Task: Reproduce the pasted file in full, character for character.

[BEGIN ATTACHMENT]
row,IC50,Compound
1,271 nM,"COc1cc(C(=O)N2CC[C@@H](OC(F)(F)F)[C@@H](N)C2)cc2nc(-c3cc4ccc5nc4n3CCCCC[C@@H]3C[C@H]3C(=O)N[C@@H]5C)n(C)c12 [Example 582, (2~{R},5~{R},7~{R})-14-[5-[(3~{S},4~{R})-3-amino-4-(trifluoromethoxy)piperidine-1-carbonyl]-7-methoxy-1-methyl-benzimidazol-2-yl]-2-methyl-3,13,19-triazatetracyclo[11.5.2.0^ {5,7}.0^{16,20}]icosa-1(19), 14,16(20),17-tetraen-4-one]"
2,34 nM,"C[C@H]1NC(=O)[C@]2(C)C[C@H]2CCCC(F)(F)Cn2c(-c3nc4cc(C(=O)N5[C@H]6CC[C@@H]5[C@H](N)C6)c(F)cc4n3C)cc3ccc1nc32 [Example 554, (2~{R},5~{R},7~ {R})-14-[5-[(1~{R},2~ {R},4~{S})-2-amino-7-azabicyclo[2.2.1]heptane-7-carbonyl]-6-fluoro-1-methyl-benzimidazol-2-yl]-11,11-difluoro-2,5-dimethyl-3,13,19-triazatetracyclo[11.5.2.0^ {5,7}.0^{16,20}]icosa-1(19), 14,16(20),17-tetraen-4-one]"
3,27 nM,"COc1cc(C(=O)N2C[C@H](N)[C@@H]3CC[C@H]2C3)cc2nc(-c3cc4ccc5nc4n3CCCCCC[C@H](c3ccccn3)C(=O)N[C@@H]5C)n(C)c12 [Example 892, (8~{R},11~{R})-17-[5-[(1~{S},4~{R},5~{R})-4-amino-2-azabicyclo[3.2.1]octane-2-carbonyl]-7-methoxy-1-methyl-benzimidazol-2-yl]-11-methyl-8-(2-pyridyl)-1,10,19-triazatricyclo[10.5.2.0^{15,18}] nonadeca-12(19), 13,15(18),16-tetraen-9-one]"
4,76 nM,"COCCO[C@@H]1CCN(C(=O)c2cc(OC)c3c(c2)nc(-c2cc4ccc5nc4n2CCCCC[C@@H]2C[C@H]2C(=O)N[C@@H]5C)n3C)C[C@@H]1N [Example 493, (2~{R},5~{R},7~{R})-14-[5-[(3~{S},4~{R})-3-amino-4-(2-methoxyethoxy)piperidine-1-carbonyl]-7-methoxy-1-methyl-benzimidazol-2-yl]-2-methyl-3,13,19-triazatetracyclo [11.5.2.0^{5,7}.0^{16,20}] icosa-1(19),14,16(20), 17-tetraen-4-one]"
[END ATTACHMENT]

row,IC50,Compound
1,271 nM,"COc1cc(C(=O)N2CC[C@@H](OC(F)(F)F)[C@@H](N)C2)cc2nc(-c3cc4ccc5nc4n3CCCCC[C@@H]3C[C@H]3C(=O)N[C@@H]5C)n(C)c12 [Example 582, (2~{R},5~{R},7~{R})-14-[5-[(3~{S},4~{R})-3-amino-4-(trifluoromethoxy)piperidine-1-carbonyl]-7-methoxy-1-methyl-benzimidazol-2-yl]-2-methyl-3,13,19-triazatetracyclo[11.5.2.0^ {5,7}.0^{16,20}]icosa-1(19), 14,16(20),17-tetraen-4-one]"
2,34 nM,"C[C@H]1NC(=O)[C@]2(C)C[C@H]2CCCC(F)(F)Cn2c(-c3nc4cc(C(=O)N5[C@H]6CC[C@@H]5[C@H](N)C6)c(F)cc4n3C)cc3ccc1nc32 [Example 554, (2~{R},5~{R},7~ {R})-14-[5-[(1~{R},2~ {R},4~{S})-2-amino-7-azabicyclo[2.2.1]heptane-7-carbonyl]-6-fluoro-1-methyl-benzimidazol-2-yl]-11,11-difluoro-2,5-dimethyl-3,13,19-triazatetracyclo[11.5.2.0^ {5,7}.0^{16,20}]icosa-1(19), 14,16(20),17-tetraen-4-one]"
3,27 nM,"COc1cc(C(=O)N2C[C@H](N)[C@@H]3CC[C@H]2C3)cc2nc(-c3cc4ccc5nc4n3CCCCCC[C@H](c3ccccn3)C(=O)N[C@@H]5C)n(C)c12 [Example 892, (8~{R},11~{R})-17-[5-[(1~{S},4~{R},5~{R})-4-amino-2-azabicyclo[3.2.1]octane-2-carbonyl]-7-methoxy-1-methyl-benzimidazol-2-yl]-11-methyl-8-(2-pyridyl)-1,10,19-triazatricyclo[10.5.2.0^{15,18}] nonadeca-12(19), 13,15(18),16-tetraen-9-one]"
4,76 nM,"COCCO[C@@H]1CCN(C(=O)c2cc(OC)c3c(c2)nc(-c2cc4ccc5nc4n2CCCCC[C@@H]2C[C@H]2C(=O)N[C@@H]5C)n3C)C[C@@H]1N [Example 493, (2~{R},5~{R},7~{R})-14-[5-[(3~{S},4~{R})-3-amino-4-(2-methoxyethoxy)piperidine-1-carbonyl]-7-methoxy-1-methyl-benzimidazol-2-yl]-2-methyl-3,13,19-triazatetracyclo [11.5.2.0^{5,7}.0^{16,20}] icosa-1(19),14,16(20), 17-tetraen-4-one]"